Lauzon Bros Prep for UFC Bouts Side By Side

By Loretta Hunt Dec 29, 2009
Christmas Day at the Lauzon house centered on fighting rather than the traditional holiday cheer.

Brothers Joe and Danny are both slated to fight in separate lightweight bouts at UFC 108 on Jan. 2 in Las Vegas, which will be the first time siblings have appeared in the Octagon on the same night in its 16-year history. (Matt and Mark Hughes, as well as brothers Dan and Jim Miller, have all appeared in separate events.) The experience of training side by side has redefined the term “brotherly love” in more ways than one.

“We both jumped on the scale Christmas morning and we’re the same weight (168.5 pounds),” said Lauzon. “I kept joking to Danny that he’d have to watch what he was eating a lot more than me because my weight’s never a problem, but he said he was going plate-for-plate with me. If I took two pieces of turkey, he took two. If I took a scoop of potatoes, he took a scoop of potatoes.”

The competitive siblings, aged 25 and 21, shared much more than their holiday diets in the last three months, though. Both trained at the elder fighter’s Lauzon MMA gym in Bridgewater, Mass., scheduling their training sessions at the same time.

“We weren’t necessarily working with each other every single time,” said Lauzon, “but at the same training session, I’d hit mitts and he’d hit mitts. We’d grapple with each other, wrestle and all that kind of stuff.”

The brothers have pushed each other through training camps before, but never for the same date.

“The last time we both fought, he was in Affliction a week before me, and it was kind of awkward,” said Lauzon. “I’m trying to peak, but then I have to fly out (to California) and corner him for a whole week before my fight.”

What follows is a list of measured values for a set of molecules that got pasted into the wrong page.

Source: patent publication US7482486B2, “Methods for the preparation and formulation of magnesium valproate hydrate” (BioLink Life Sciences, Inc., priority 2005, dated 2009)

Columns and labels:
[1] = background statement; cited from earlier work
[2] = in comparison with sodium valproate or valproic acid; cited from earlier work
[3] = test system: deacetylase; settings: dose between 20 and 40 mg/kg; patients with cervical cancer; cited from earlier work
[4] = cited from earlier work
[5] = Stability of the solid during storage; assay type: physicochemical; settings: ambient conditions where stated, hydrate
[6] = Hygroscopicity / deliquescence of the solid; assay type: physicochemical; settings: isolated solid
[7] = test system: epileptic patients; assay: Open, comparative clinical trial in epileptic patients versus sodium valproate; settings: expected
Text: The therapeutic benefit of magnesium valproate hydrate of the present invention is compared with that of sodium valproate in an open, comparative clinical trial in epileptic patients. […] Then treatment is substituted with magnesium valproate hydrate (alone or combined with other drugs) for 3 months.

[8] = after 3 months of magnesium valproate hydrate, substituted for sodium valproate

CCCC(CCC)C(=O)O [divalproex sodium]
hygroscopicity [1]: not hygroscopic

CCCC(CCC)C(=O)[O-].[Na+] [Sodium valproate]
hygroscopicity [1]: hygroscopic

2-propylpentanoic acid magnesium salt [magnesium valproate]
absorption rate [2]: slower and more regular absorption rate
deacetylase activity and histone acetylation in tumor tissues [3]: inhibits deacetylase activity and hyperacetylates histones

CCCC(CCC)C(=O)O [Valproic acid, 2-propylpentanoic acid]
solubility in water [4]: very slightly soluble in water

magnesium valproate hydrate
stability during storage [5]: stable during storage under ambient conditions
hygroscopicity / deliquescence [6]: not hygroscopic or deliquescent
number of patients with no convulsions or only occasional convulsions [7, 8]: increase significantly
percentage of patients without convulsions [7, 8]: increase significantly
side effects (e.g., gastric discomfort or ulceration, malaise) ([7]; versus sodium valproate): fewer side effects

Having someone to peak with has been a strong morale booster, said Lauzon.

“When I have a hard day, he has a hard day,” said Lauzon. “It’s always a lot easier to get through all the hard work when you have someone there doing it with you.”

The brothers’ careers haven’t necessarily mirrored one another. Each has his own distinct storyline heading into Jan. 2. This will be Joe’s first fight back since he underwent evasive surgery last March for a torn ACL. Joe faces Canadian striker Sam Stout on a leg he said is “better than 100 percent.” Meanwhile, Danny’s second UFC appearance against grappler Cole Miller comes at the end of a three-year tour on the regional circuit to get back into the big show.

Danny has a tough act to follow in his older brother, a former computer network administrator who shocked the sport with a 48-second knockout of former lightweight champion Jens Pulver at UFC 63 in September 2006. Joe has won four of his five UFC fights since then and has become a favorite on the UFC’s Spike TV-televised “Fight Night” cards. Known for his stellar work ethic as much for his frenetic pace in the cage, Lauzon’s flourishing career has reflected his studious approach to MMA. However, he thinks the extra time together has strengthened Danny as well.

“I’m my own biggest critic, but I’m Danny’s too,” said Lauzon. “I always think he could be doing more, but he’s had good (recent) results. He’s smashed pretty much everyone he’s fought (since the UFC loss) and he’s amped it up quite a bit. He’s taking this one very seriously.”

Lauzon said there’s also the added motivation in facing Miller, who he defeated during season five of “The Ultimate Fighter,” following a controversial blow he delivered to the back of Miller’s head.

“I fought Cole and it was a shaky ending because I fouled him to the back of the head. I didn’t consider it the cleanest win, but Danny now has the chance to go and do something better than I did. He gets to go prove he’s the better brother and I think that’s put a fire under his a--.”

The brothers will also pool cornermen and will likely be situated in the same locker room on fight night. There, Lauzon said he’ll he hard-pressed not think about his younger brother, who fights before him that evening.

“I always say I get way more nervous for his fights than my own,” said Lauzon. “I’ve just got to try and conserve energy. I’m not going to go out front (with him). I’ll be just watching on the TV in the back and I think that’ll help me quite a bit.”

As for his sibling’s chances on Jan. 2, brotherly pride has that one all covered.

“Danny was the youngest fighter ever in the UFC and now he’s going to be part of the first pair of brothers on the same UFC card,” said Lauzon. “It will be competitive and a dog fight on the ground, but on it’s feet, Danny’s got the clear-cut advantage. I say it all the time. Danny’s got the hands of a professional boxer.”
<h2>Fight Finder</h2>